if God is to shine divinely within you, your natural light cannot assist this process but must become a pure nothingness, going out of itself. Only then can God enter with his light, bringing back with him all that you have renounced and a thousand times more, including a new form which contains all things in itself.
Meister Eckhart

The clearer the body, the brighter one’s Buddha Nature shines. In the beginning, we still need the body. It’s like a lamp. The Buddha Nature is this flame. But we may still be conscious of shadows. As we progress we feel that the body is the universe itself and that our Buddha Self shines throughout it like the sun.

Han Shan (16th Century Ch an Monk) Maxim #57

Vast as the universe is, it fits inside the mind. Small as the body is, there is not enough in creation to satisfy it.

- Han Shan Maxim #67

God is not a man with a white beard. He has no image and no form…especially with the teachings of the Kabbalah we approach an understanding of God as the ‘Ein sof’ (the infinite, the boundless)… God is an infinite all permeating light…God is that emptiness that contains all reality”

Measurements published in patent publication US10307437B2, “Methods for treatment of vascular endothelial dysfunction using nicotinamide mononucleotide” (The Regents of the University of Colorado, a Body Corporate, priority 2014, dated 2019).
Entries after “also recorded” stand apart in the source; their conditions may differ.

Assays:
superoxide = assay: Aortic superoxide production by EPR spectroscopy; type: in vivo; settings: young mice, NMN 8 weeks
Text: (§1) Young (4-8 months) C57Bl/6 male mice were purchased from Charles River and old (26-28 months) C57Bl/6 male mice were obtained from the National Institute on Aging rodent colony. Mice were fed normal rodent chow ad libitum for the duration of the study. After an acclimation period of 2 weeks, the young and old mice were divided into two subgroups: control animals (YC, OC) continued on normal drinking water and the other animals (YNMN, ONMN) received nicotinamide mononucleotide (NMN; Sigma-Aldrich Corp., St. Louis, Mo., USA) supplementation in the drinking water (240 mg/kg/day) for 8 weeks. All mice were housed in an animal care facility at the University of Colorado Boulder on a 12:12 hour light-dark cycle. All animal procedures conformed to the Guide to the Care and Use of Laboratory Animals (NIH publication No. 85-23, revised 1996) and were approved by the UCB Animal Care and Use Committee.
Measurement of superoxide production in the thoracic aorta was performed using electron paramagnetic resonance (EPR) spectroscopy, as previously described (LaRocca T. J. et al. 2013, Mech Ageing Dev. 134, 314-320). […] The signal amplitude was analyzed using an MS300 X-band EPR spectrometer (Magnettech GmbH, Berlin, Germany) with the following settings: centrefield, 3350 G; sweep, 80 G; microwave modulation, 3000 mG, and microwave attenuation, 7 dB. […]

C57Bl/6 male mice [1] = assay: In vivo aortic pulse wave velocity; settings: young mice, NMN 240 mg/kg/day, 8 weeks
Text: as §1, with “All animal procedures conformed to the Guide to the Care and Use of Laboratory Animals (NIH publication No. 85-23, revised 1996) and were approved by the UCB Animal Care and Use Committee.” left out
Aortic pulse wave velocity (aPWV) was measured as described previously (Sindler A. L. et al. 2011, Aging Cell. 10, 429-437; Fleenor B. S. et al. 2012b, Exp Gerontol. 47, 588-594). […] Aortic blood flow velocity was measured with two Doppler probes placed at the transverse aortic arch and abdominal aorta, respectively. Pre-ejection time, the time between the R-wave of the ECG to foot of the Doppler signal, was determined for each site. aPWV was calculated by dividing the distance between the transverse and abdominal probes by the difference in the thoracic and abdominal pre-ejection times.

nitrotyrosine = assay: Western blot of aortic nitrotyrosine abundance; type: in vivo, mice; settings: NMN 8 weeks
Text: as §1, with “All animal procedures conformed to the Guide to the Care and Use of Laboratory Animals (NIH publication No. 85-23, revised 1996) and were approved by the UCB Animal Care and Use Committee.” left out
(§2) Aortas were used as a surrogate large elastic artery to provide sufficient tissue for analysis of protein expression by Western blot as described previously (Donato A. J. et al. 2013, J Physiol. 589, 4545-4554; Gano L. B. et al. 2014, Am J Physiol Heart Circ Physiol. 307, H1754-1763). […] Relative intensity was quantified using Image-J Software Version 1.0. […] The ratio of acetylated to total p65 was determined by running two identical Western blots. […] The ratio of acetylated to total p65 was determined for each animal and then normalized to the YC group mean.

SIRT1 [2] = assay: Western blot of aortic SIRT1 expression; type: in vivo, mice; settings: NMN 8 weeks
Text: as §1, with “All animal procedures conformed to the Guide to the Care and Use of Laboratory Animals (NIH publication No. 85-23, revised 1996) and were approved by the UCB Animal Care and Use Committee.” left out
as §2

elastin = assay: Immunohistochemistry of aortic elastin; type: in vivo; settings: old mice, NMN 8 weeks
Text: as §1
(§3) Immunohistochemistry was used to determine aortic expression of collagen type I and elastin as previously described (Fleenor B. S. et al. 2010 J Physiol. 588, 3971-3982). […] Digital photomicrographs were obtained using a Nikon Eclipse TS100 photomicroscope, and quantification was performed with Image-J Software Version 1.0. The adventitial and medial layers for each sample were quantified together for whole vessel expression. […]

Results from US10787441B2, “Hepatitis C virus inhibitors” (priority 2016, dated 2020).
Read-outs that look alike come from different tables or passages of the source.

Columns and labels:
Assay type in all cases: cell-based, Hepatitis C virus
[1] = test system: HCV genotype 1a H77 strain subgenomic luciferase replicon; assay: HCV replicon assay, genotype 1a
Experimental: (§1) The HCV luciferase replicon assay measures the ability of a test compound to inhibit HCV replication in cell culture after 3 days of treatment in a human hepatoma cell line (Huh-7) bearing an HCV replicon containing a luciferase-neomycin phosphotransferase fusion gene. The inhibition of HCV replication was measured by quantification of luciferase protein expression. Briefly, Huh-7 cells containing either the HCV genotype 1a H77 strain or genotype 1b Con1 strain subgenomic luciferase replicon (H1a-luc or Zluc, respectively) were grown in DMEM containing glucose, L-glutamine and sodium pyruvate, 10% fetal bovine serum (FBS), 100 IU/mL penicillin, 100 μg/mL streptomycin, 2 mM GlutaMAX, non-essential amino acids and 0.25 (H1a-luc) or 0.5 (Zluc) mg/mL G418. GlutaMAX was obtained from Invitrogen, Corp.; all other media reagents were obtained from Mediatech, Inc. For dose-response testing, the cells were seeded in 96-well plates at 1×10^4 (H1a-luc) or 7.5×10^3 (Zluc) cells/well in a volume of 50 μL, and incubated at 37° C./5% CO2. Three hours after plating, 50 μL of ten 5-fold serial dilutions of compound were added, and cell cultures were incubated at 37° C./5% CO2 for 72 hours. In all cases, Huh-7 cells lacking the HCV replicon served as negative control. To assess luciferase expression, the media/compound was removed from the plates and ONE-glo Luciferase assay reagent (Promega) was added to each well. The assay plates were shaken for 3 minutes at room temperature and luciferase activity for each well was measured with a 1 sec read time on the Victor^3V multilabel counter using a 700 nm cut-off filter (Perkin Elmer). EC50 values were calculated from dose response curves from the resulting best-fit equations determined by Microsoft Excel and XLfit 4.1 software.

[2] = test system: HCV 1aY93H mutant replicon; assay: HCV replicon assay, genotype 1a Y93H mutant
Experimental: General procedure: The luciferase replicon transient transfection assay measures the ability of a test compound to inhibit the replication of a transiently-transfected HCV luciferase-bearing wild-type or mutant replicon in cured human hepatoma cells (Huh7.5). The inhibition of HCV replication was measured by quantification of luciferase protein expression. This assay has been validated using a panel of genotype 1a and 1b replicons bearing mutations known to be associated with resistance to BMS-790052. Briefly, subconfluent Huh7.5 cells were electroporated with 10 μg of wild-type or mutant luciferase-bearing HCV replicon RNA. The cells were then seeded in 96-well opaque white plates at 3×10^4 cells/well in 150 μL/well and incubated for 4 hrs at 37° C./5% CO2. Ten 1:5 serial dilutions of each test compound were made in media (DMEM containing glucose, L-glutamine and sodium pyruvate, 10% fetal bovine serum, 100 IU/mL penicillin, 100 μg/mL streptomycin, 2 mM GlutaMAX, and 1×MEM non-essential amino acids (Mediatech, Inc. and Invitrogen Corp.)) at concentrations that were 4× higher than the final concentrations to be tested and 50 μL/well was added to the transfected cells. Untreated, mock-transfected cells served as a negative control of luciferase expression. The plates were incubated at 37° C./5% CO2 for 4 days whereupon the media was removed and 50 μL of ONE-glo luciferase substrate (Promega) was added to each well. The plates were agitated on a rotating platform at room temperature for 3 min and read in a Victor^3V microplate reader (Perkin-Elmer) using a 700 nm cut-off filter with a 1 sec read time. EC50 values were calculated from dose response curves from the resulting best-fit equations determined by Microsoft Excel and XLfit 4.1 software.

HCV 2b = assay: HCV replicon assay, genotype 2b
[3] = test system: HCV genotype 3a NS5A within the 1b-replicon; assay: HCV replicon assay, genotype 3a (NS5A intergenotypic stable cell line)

- Rabbi Shmuel Braun taken from “Rabbi and the Buddhist Monk” (Ajahn Sona) YouTube interview ~min: 25:10

It is necessary to make a spiritual journey outside of spatial dimension and corporeal existence; leaving the world of Names and Attributes. You then transcend the plane of multiplicity and individuality; and attain the plane of the Absolute through annihilation of corporeal and spiritual existence. In this way you reach permanent existence in God. At that point, you will be able to see that the entire creation and all things in it are parts of yourself, that you penetrate every molecule of everything, and that there is nothing outside of ‘you’. Thus you understand that there exists nothing outside of your ‘I’.